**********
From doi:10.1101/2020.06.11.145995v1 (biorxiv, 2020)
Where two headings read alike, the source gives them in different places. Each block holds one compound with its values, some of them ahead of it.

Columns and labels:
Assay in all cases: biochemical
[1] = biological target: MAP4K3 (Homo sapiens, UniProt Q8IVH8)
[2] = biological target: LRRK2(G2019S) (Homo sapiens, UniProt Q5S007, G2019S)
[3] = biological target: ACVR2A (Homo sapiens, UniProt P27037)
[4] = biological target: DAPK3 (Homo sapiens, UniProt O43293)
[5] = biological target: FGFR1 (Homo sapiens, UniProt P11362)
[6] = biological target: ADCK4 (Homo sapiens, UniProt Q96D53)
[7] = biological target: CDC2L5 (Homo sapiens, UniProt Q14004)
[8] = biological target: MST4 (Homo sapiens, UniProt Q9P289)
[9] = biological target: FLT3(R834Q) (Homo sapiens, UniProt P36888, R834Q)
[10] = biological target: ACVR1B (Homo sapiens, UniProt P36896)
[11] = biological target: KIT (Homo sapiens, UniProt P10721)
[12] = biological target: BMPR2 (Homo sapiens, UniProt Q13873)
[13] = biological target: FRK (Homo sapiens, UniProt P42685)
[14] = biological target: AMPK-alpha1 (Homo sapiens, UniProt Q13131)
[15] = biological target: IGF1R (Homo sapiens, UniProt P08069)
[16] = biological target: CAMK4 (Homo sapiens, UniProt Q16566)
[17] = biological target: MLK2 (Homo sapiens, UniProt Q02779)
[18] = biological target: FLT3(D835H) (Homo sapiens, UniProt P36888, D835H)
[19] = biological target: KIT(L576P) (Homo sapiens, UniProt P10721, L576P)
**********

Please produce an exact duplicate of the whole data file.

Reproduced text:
From doi:10.1101/2020.06.11.145995v1 (biorxiv, 2020)
Where two headings read alike, the source gives them in different places. Each block holds one compound with its values, some of them ahead of it.

Columns and labels:
Assay in all cases: biochemical
[1] = biological target: MAP4K3 (Homo sapiens, UniProt Q8IVH8)
[2] = biological target: LRRK2(G2019S) (Homo sapiens, UniProt Q5S007, G2019S)
[3] = biological target: ACVR2A (Homo sapiens, UniProt P27037)
[4] = biological target: DAPK3 (Homo sapiens, UniProt O43293)
[5] = biological target: FGFR1 (Homo sapiens, UniProt P11362)
[6] = biological target: ADCK4 (Homo sapiens, UniProt Q96D53)
[7] = biological target: CDC2L5 (Homo sapiens, UniProt Q14004)
[8] = biological target: MST4 (Homo sapiens, UniProt Q9P289)
[9] = biological target: FLT3(R834Q) (Homo sapiens, UniProt P36888, R834Q)
[10] = biological target: ACVR1B (Homo sapiens, UniProt P36896)
[11] = biological target: KIT (Homo sapiens, UniProt P10721)
[12] = biological target: BMPR2 (Homo sapiens, UniProt Q13873)
[13] = biological target: FRK (Homo sapiens, UniProt P42685)
[14] = biological target: AMPK-alpha1 (Homo sapiens, UniProt Q13131)
[15] = biological target: IGF1R (Homo sapiens, UniProt P08069)
[16] = biological target: CAMK4 (Homo sapiens, UniProt Q16566)
[17] = biological target: MLK2 (Homo sapiens, UniProt Q02779)
[18] = biological target: FLT3(D835H) (Homo sapiens, UniProt P36888, D835H)
[19] = biological target: KIT(L576P) (Homo sapiens, UniProt P10721, L576P)